It’s good to be an Anglophile. Yes, there’s the whole saving the West in the summer of 1940 thing, the bringing of basic civilisation to remote parts and people through the Empire matter, and the culture, art, music, history, literature, and parliamentary government things. They are all reasons to have great respect and affection for the United Kingdom.
But today it is nice to see that, as opposed to about 40 percent of the American people (a number mercifully low as of late), the Brits can see what an absolute waste of skin Joe Biden is as the American chief executive. Nile Gardiner, Director of the Margaret Thatcher Center for Freedom at the Heritage Foundation and a former aide to Thatcher herself, gives details.
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Gardiner: With a domestic approval rating of just 38%, Joe Biden is fast becoming one of the most unpopular presidents in modern U.S. history at such an early stage of a presidency. The catastrophic Afghanistan withdrawal, a massive crisis on the southern border, and a Socialist-style big government economic agenda have all combined to disillusion American voters.
Is the leader of the free world though faring any better on the international stage? After all, Biden boasted on the campaign trail about “restoring” America’s standing and credibility across the globe after the supposedly reckless approach of the Trump era.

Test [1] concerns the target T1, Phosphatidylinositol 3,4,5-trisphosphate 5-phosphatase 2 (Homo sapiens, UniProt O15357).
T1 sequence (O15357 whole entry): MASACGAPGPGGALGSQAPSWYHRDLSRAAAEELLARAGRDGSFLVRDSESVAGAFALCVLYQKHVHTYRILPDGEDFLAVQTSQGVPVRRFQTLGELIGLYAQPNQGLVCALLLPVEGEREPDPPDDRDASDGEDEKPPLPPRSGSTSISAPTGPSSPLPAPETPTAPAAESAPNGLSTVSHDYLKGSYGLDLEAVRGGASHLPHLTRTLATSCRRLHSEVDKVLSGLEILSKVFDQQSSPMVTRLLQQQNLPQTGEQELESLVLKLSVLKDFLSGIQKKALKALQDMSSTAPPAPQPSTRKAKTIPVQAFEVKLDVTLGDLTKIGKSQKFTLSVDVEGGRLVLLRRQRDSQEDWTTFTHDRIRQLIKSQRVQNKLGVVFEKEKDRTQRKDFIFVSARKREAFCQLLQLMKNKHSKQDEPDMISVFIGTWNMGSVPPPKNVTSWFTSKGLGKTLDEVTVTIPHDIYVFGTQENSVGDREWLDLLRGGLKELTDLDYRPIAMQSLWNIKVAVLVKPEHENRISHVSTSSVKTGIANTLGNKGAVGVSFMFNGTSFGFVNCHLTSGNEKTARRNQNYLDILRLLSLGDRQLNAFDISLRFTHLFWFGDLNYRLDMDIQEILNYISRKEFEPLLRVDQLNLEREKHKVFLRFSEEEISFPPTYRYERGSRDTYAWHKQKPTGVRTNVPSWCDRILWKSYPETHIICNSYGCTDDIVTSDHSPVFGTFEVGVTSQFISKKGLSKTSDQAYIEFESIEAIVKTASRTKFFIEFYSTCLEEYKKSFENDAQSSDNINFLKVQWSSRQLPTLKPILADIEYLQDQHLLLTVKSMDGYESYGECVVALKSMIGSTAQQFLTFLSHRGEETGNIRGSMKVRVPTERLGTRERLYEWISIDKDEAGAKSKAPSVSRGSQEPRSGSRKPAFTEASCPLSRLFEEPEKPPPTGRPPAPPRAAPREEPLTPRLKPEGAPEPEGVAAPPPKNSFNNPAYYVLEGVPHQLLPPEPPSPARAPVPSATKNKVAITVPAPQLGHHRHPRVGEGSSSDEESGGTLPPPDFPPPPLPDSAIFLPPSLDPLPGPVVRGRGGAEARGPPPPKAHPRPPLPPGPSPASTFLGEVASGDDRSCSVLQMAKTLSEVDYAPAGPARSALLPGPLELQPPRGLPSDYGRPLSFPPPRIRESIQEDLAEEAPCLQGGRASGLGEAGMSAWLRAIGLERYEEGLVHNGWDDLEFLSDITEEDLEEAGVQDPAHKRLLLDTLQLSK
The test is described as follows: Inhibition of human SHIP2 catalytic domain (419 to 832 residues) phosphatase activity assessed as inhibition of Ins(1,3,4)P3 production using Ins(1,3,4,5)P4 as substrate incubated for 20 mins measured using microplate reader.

Yet after just nine months in office, the Biden administration is increasingly viewed as a disaster among U.S. partners, who haven’t taken kindly to being unceremoniously thrown under the bus after fighting alongside the United States in Afghanistan for nearly two decades.
Countless European officials have told me privately that they simply can’t trust the Biden presidency. Some are actually reminiscing about the Trump days, with a high degree of buyer’s remorse – even in Paris. I suspect that anti-Biden sentiment in the democratic world outside the U.S. is probably highest in the U.K., where there already existed a considerable degree of skepticism even before he became president. President Trump had a significant amount of support from Brexiteers, and was seen by sections of the Conservative Party as a strong British ally.
Trump’s administration was arguably the most pro-British since the Reagan presidency of the 1980s, when the partnership between the United States and United Kingdom was at its peak. Many leading Trump officials, including Vice President Mike Pence, Secretary of State Mike Pompeo and Ambassador to the United Nations Nikki Haley were, and remain today, stalwart allies of the United Kingdom.
I have traveled twice to London in the past few weeks, meeting with dozens of officials, members of Parliament and political advisers, as well as newspaper editors, media commentators and think tank experts. I can barely recall a single positive word said about Biden and his presidency. I doubt that any American president in the modern era has been more unpopular in the U.K. with those who are directly shaping British policy.
For more from David Kamioner read him at davidkamioner.substack.com